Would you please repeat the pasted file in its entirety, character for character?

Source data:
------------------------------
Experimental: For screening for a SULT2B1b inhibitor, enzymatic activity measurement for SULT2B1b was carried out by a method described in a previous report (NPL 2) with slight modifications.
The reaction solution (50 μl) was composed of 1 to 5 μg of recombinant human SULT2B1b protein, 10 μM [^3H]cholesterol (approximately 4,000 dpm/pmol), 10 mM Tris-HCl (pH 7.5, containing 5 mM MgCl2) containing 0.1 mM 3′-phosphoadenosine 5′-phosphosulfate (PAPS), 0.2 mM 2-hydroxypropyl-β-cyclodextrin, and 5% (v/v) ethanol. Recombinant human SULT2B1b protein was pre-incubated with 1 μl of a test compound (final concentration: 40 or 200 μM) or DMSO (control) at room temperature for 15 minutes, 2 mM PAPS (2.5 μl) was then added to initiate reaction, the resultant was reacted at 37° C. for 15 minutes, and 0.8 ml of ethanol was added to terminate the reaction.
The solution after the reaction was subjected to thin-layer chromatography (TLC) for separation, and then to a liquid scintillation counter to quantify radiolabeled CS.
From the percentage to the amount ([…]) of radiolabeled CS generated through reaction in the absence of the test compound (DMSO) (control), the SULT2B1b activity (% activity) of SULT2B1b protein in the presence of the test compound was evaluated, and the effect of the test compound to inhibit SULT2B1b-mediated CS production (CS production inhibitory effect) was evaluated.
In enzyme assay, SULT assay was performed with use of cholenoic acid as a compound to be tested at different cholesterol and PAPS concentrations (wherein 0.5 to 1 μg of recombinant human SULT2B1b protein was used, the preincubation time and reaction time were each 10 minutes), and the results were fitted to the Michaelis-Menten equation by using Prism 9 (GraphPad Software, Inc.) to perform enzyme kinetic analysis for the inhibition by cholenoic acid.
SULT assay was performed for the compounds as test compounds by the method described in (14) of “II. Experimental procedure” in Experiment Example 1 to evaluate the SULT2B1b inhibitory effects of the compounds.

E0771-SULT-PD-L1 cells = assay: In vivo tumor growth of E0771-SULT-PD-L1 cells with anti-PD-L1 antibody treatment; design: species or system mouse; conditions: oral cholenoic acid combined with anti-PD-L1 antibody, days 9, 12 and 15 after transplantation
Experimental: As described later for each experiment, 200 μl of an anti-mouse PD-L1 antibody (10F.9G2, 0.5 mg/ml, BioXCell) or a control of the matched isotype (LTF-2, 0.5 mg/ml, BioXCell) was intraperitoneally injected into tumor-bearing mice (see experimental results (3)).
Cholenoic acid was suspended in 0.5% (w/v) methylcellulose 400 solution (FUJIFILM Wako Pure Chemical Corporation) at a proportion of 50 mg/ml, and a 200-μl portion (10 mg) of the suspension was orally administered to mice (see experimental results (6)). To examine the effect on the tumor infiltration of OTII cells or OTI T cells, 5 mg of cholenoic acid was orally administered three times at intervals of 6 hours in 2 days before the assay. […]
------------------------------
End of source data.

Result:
Experimental: For screening for a SULT2B1b inhibitor, enzymatic activity measurement for SULT2B1b was carried out by a method described in a previous report (NPL 2) with slight modifications.
The reaction solution (50 μl) was composed of 1 to 5 μg of recombinant human SULT2B1b protein, 10 μM [^3H]cholesterol (approximately 4,000 dpm/pmol), 10 mM Tris-HCl (pH 7.5, containing 5 mM MgCl2) containing 0.1 mM 3′-phosphoadenosine 5′-phosphosulfate (PAPS), 0.2 mM 2-hydroxypropyl-β-cyclodextrin, and 5% (v/v) ethanol. Recombinant human SULT2B1b protein was pre-incubated with 1 μl of a test compound (final concentration: 40 or 200 μM) or DMSO (control) at room temperature for 15 minutes, 2 mM PAPS (2.5 μl) was then added to initiate reaction, the resultant was reacted at 37° C. for 15 minutes, and 0.8 ml of ethanol was added to terminate the reaction.
The solution after the reaction was subjected to thin-layer chromatography (TLC) for separation, and then to a liquid scintillation counter to quantify radiolabeled CS.
From the percentage to the amount ([…]) of radiolabeled CS generated through reaction in the absence of the test compound (DMSO) (control), the SULT2B1b activity (% activity) of SULT2B1b protein in the presence of the test compound was evaluated, and the effect of the test compound to inhibit SULT2B1b-mediated CS production (CS production inhibitory effect) was evaluated.
In enzyme assay, SULT assay was performed with use of cholenoic acid as a compound to be tested at different cholesterol and PAPS concentrations (wherein 0.5 to 1 μg of recombinant human SULT2B1b protein was used, the preincubation time and reaction time were each 10 minutes), and the results were fitted to the Michaelis-Menten equation by using Prism 9 (GraphPad Software, Inc.) to perform enzyme kinetic analysis for the inhibition by cholenoic acid.
SULT assay was performed for the compounds as test compounds by the method described in (14) of “II. Experimental procedure” in Experiment Example 1 to evaluate the SULT2B1b inhibitory effects of the compounds.

E0771-SULT-PD-L1 cells = assay: In vivo tumor growth of E0771-SULT-PD-L1 cells with anti-PD-L1 antibody treatment; design: species or system mouse; conditions: oral cholenoic acid combined with anti-PD-L1 antibody, days 9, 12 and 15 after transplantation
Experimental: As described later for each experiment, 200 μl of an anti-mouse PD-L1 antibody (10F.9G2, 0.5 mg/ml, BioXCell) or a control of the matched isotype (LTF-2, 0.5 mg/ml, BioXCell) was intraperitoneally injected into tumor-bearing mice (see experimental results (3)).
Cholenoic acid was suspended in 0.5% (w/v) methylcellulose 400 solution (FUJIFILM Wako Pure Chemical Corporation) at a proportion of 50 mg/ml, and a 200-μl portion (10 mg) of the suspension was orally administered to mice (see experimental results (6)). To examine the effect on the tumor infiltration of OTII cells or OTI T cells, 5 mg of cholenoic acid was orally administered three times at intervals of 6 hours in 2 days before the assay. […]